Using Fairtrade Premium funds, cooperatives can expand their businesses in new directions, and develop their communities. A coffee cooperative in Honduras used their Premium to diversify into cocoa, and build a chocolate factory of their own. A cocoa producer organization in Côte d’Ivoire was able to install hydraulic water pumps and build new classrooms for their communities – making the farmers benefactors within their communities. What’s most important is that the farmers themselves decide – and benefit.

4. Women cocoa farmers are growing as business owners and leaders.

The Fairtrade Women’s School of Leadership in Côte d’Ivoire is training its fourth cohort of women cocoa farmers – and male allies – who are developing themselves as leaders within their organizations, and realizing their own economic empowerment. The year-long programme provides practical training in skills such as finance, negotiation and decision-making, and builds a community of camaraderie and support.

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Cocoa farmer Lucia Mansaray is a member of Fairtrade certified cooperative Ngoleagorbu in Sierra Leone. Social and environmental justice are important to this community, and Lucia is now the chairperson of the cooperative's Fairtrade Premium Committee.
Dominique Fofanah

Fairtrade Standards require equal treatment of women and men, and encourage formation of things like Women’s Committees within cooperatives to raise up and address the issues that women farmers are facing. Lucia Mansaray, member of Ngoleagorbu cocoa cooperative in Sierra Leone, has seen the difference: “Women now take part in leadership roles and have key responsibilities. That would never have happened before. We feel more empowered in our community.” She herself is now the chairperson of her coop’s Fairtrade Premium Committee.

5. Farmers can make progress toward living incomes.

In West Africa, the majority of cocoa farmers still live in poverty, driven by many factors including small farm sizes, low productivity and low global prices.

We’re committed to putting the pieces in place that will enable cocoa farmers to earn living incomes. We’ve set Fairtrade Living Income Reference Prices for cocoa in Côte d’Ivoire and Ghana, higher than our Minimum Price, which some companies are voluntarily paying as part of innovative living income pilot projects. We are also working with others to advocate for governments to require companies to take action on living income. This includes the European Union legislation in development on human rights and environmental due diligence, which we believe must include reference to living incomes and paying farmers the necessary prices.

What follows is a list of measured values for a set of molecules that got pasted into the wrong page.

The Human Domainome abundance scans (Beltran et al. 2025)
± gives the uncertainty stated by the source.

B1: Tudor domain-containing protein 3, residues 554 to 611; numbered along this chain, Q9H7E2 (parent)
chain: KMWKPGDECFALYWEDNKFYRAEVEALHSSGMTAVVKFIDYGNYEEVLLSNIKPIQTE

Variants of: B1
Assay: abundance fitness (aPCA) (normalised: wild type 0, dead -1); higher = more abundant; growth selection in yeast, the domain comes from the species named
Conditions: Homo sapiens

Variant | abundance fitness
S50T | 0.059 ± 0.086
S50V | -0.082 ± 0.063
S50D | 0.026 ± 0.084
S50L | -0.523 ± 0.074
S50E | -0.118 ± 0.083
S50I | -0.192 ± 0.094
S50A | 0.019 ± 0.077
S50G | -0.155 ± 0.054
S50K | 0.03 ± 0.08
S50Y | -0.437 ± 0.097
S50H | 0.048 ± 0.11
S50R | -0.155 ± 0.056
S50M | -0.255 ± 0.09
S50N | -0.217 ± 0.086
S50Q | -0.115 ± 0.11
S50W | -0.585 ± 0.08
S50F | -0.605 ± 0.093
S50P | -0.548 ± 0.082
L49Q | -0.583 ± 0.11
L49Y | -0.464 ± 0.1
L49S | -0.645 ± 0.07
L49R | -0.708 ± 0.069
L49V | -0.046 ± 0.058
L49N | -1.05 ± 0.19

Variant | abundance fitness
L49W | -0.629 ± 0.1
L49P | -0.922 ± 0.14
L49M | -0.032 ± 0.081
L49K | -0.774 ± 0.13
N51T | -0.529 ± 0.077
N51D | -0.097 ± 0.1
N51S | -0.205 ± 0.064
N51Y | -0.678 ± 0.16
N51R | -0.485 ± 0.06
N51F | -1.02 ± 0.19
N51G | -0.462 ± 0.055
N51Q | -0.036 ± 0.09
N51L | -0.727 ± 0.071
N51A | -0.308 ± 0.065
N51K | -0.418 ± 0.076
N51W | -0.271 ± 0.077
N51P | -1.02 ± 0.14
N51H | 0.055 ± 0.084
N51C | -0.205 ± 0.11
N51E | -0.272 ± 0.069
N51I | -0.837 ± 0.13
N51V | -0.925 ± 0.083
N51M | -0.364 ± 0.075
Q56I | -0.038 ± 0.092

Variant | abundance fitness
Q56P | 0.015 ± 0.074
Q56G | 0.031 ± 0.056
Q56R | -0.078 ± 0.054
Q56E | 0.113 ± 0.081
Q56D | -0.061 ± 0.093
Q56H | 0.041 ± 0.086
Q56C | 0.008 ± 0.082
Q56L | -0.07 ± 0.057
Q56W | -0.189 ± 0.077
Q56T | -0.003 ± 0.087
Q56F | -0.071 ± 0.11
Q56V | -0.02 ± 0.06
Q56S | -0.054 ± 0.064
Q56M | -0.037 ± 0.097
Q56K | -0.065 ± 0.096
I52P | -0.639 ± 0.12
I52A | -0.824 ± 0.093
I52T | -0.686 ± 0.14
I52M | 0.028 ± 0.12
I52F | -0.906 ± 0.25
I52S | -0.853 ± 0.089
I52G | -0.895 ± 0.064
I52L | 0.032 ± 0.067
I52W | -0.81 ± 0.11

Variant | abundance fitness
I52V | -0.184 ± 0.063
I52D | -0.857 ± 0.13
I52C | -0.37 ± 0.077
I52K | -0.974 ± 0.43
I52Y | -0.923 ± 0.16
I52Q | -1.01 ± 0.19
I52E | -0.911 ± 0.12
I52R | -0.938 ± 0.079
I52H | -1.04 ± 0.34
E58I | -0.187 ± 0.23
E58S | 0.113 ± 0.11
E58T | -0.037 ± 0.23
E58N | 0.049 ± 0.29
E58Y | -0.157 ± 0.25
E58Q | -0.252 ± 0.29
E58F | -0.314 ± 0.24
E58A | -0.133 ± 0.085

6. There’s a lot of deliciousness to choose from!

Fairtrade certified chocolate producers are found in more than 20 countries, primarily in West Africa but also in the Dominican Republic, Peru, Ecuador and more. The majority of Fairtrade cocoa comes from Côte d’Ivoire (about 68%), while most organic Fairtrade cocoa comes from Latin America. So no matter whether you’re looking for baking chocolate, cocoa power, or specialty origins, the more than 440,000 cocoa farmers represented in the Fairtrade system have you covered.

If you’re looking for Fairtrade chocolate in your country, check the website of your national Fairtrade organization, or the Fairtrade Finder on our website (filter for “cocoa” and “licensed” and search for your country).

Chocolate is delicious – but fair and sustainable chocolate tastes so much better. So grab your favourite Fairtrade chocolate today and enjoy!